The Competition and Markets Authority (CMA) issued a formal allegation against ITW in January 2016, and the business has now admitted that it engaged in resale price maintenance (RPM) in internet sales of its Foster commercial fridges from 2012 to 2014.
The fine of £2,298,820 imposed by the CMA incorporated a 10% reduction for ITW setting up a competition law training programme for its staff and a further 20% reduction for ITW’s admission and co-operation with the CMA.
RPM is vertical price-fixing in which a supplier restricts the ability of a retailer to determine the price at which it will resell the supplier’s products, for example by requiring the dealer to sell at a particular price or only above a minimum price. RPM is considered illegal because it stops dealers setting their prices independently to attract more customers. The CMA has produced guidance and a short video to help businesses understand more about RPM.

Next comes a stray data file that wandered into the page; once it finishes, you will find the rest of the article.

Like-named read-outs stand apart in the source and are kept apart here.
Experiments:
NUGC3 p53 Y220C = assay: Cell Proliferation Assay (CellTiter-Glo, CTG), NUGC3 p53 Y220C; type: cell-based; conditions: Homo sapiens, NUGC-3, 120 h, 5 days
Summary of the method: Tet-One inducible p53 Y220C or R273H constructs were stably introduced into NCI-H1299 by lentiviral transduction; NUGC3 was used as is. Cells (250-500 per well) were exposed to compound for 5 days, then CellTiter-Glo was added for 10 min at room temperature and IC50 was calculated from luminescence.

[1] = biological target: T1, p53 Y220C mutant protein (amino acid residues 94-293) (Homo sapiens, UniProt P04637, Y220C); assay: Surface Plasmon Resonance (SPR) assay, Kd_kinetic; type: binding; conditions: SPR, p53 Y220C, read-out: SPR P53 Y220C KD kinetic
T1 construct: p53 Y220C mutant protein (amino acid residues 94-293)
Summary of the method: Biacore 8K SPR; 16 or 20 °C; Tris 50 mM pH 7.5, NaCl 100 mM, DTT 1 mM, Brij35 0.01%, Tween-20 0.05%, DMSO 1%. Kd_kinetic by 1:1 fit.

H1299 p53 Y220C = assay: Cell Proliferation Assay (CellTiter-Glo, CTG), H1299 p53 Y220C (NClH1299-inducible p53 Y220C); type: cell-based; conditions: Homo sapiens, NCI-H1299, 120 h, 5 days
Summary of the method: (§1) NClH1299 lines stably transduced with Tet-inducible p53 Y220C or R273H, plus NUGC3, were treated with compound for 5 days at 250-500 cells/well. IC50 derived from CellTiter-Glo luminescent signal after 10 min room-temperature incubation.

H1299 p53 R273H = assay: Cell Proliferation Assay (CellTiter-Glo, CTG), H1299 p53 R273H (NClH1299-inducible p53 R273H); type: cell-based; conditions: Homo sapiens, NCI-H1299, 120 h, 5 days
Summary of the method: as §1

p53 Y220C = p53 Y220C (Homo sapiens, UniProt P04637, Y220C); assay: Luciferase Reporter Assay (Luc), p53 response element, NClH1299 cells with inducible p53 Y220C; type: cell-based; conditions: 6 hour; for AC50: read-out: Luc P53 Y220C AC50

Foster Refrigerator, a division of ITW, operated a ‘minimum advertised price’ policy and threatened dealers with sanctions – including threatening to charge them higher cost prices for Foster products or stopping supply – if they advertised below that minimum price.
The CMA found that Foster’s minimum advertised price policy constituted RPM because, by restricting the price at which its goods were advertised online, it prevented dealers from deciding the resale price for those goods. The CMA found that there is a clear link between the advertised price and the resale price when goods are purchased online.
The CMA says it has has sent warning letters to 20 other businesses, including both suppliers and dealers, in the commercial catering equipment sector which it suspects may have been involved in similar internet sales practices.
“Price competition from online sales is usually intense, given the ease of searching on the internet,” commented CMA senior director Ann Pope.
“ITW’s practice of setting minimum advertised prices restricted dealers from offering discounted prices online, reducing competition across online and ‘bricks and mortar’ sales, and denying buyers the benefit of lower prices for Foster’s commercial fridges. The ultimate losers are customers of restaurants or caterers, for whom the cost of their meal could have risen.”